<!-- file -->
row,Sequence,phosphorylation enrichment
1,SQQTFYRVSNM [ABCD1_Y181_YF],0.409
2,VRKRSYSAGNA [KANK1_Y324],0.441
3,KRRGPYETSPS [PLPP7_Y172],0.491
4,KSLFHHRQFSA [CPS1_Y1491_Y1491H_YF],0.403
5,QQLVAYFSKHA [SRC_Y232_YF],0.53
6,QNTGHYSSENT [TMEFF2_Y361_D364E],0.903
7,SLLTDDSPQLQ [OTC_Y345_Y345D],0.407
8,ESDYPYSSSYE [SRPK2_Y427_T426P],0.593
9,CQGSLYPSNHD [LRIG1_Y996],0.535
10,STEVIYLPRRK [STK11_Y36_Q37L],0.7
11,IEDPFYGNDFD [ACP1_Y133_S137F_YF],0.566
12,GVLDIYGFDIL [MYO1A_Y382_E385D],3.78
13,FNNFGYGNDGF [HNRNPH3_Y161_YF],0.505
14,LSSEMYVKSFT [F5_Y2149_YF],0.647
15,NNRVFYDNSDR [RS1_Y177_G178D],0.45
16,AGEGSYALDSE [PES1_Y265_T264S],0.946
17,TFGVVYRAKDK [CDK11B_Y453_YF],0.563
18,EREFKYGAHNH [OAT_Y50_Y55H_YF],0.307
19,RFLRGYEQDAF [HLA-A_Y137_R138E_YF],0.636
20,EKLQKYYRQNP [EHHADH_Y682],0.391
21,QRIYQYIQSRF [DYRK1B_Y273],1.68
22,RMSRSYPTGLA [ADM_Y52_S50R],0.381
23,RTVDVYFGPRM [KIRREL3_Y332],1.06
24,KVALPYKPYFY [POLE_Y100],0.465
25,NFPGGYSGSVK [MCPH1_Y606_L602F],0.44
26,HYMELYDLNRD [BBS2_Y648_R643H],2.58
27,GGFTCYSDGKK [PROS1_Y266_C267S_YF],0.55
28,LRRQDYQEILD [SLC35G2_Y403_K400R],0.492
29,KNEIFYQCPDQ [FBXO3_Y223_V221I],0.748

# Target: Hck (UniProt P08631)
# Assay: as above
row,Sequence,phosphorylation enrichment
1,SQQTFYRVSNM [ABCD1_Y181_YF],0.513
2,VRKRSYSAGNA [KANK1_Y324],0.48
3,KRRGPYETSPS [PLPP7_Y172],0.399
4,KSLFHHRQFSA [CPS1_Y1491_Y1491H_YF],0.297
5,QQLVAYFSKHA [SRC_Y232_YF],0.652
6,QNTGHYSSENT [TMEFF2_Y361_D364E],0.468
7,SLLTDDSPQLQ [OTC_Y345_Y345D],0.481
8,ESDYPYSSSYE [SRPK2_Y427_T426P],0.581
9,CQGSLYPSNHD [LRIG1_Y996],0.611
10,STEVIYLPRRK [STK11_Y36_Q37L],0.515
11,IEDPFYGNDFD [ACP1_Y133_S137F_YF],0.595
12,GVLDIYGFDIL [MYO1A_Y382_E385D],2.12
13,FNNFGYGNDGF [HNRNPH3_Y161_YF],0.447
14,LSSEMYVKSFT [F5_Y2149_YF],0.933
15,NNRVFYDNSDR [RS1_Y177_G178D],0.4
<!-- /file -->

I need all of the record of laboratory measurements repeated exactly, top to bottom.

row,Sequence,phosphorylation enrichment
1,SQQTFYRVSNM [ABCD1_Y181_YF],0.409
2,VRKRSYSAGNA [KANK1_Y324],0.441
3,KRRGPYETSPS [PLPP7_Y172],0.491
4,KSLFHHRQFSA [CPS1_Y1491_Y1491H_YF],0.403
5,QQLVAYFSKHA [SRC_Y232_YF],0.53
6,QNTGHYSSENT [TMEFF2_Y361_D364E],0.903
7,SLLTDDSPQLQ [OTC_Y345_Y345D],0.407
8,ESDYPYSSSYE [SRPK2_Y427_T426P],0.593
9,CQGSLYPSNHD [LRIG1_Y996],0.535
10,STEVIYLPRRK [STK11_Y36_Q37L],0.7
11,IEDPFYGNDFD [ACP1_Y133_S137F_YF],0.566
12,GVLDIYGFDIL [MYO1A_Y382_E385D],3.78
13,FNNFGYGNDGF [HNRNPH3_Y161_YF],0.505
14,LSSEMYVKSFT [F5_Y2149_YF],0.647
15,NNRVFYDNSDR [RS1_Y177_G178D],0.45
16,AGEGSYALDSE [PES1_Y265_T264S],0.946
17,TFGVVYRAKDK [CDK11B_Y453_YF],0.563
18,EREFKYGAHNH [OAT_Y50_Y55H_YF],0.307
19,RFLRGYEQDAF [HLA-A_Y137_R138E_YF],0.636
20,EKLQKYYRQNP [EHHADH_Y682],0.391
21,QRIYQYIQSRF [DYRK1B_Y273],1.68
22,RMSRSYPTGLA [ADM_Y52_S50R],0.381
23,RTVDVYFGPRM [KIRREL3_Y332],1.06
24,KVALPYKPYFY [POLE_Y100],0.465
25,NFPGGYSGSVK [MCPH1_Y606_L602F],0.44
26,HYMELYDLNRD [BBS2_Y648_R643H],2.58
27,GGFTCYSDGKK [PROS1_Y266_C267S_YF],0.55
28,LRRQDYQEILD [SLC35G2_Y403_K400R],0.492
29,KNEIFYQCPDQ [FBXO3_Y223_V221I],0.748

# Target: Hck (UniProt P08631)
# Assay: as above
row,Sequence,phosphorylation enrichment
1,SQQTFYRVSNM [ABCD1_Y181_YF],0.513
2,VRKRSYSAGNA [KANK1_Y324],0.48
3,KRRGPYETSPS [PLPP7_Y172],0.399
4,KSLFHHRQFSA [CPS1_Y1491_Y1491H_YF],0.297
5,QQLVAYFSKHA [SRC_Y232_YF],0.652
6,QNTGHYSSENT [TMEFF2_Y361_D364E],0.468
7,SLLTDDSPQLQ [OTC_Y345_Y345D],0.481
8,ESDYPYSSSYE [SRPK2_Y427_T426P],0.581
9,CQGSLYPSNHD [LRIG1_Y996],0.611
10,STEVIYLPRRK [STK11_Y36_Q37L],0.515
11,IEDPFYGNDFD [ACP1_Y133_S137F_YF],0.595
12,GVLDIYGFDIL [MYO1A_Y382_E385D],2.12
13,FNNFGYGNDGF [HNRNPH3_Y161_YF],0.447
14,LSSEMYVKSFT [F5_Y2149_YF],0.933
15,NNRVFYDNSDR [RS1_Y177_G178D],0.4